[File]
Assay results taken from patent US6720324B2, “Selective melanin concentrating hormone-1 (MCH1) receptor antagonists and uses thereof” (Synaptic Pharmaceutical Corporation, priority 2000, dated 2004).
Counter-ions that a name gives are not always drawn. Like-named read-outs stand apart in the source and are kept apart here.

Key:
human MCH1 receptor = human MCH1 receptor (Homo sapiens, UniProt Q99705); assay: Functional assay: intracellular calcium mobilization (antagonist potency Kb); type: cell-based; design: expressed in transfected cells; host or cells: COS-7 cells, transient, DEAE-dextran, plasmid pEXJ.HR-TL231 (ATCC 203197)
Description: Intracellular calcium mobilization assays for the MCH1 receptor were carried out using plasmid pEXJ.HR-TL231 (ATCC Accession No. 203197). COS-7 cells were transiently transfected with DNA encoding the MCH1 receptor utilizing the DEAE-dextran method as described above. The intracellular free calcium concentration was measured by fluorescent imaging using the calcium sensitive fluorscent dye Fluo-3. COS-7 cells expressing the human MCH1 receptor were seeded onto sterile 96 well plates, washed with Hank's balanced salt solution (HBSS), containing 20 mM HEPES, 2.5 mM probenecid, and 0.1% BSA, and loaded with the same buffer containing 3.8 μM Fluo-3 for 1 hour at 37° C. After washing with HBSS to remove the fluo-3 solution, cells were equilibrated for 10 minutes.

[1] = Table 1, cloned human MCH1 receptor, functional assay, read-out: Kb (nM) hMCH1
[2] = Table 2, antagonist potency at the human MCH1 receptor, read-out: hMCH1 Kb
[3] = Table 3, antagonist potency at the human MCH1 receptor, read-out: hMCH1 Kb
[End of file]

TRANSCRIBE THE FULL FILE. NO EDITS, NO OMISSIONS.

Assay results taken from patent US6720324B2, “Selective melanin concentrating hormone-1 (MCH1) receptor antagonists and uses thereof” (Synaptic Pharmaceutical Corporation, priority 2000, dated 2004).
Counter-ions that a name gives are not always drawn. Like-named read-outs stand apart in the source and are kept apart here.

Key:
human MCH1 receptor = human MCH1 receptor (Homo sapiens, UniProt Q99705); assay: Functional assay: intracellular calcium mobilization (antagonist potency Kb); type: cell-based; design: expressed in transfected cells; host or cells: COS-7 cells, transient, DEAE-dextran, plasmid pEXJ.HR-TL231 (ATCC 203197)
Description: Intracellular calcium mobilization assays for the MCH1 receptor were carried out using plasmid pEXJ.HR-TL231 (ATCC Accession No. 203197). COS-7 cells were transiently transfected with DNA encoding the MCH1 receptor utilizing the DEAE-dextran method as described above. The intracellular free calcium concentration was measured by fluorescent imaging using the calcium sensitive fluorscent dye Fluo-3. COS-7 cells expressing the human MCH1 receptor were seeded onto sterile 96 well plates, washed with Hank's balanced salt solution (HBSS), containing 20 mM HEPES, 2.5 mM probenecid, and 0.1% BSA, and loaded with the same buffer containing 3.8 μM Fluo-3 for 1 hour at 37° C. After washing with HBSS to remove the fluo-3 solution, cells were equilibrated for 10 minutes.

[1] = Table 1, cloned human MCH1 receptor, functional assay, read-out: Kb (nM) hMCH1
[2] = Table 2, antagonist potency at the human MCH1 receptor, read-out: hMCH1 Kb
[3] = Table 3, antagonist potency at the human MCH1 receptor, read-out: hMCH1 Kb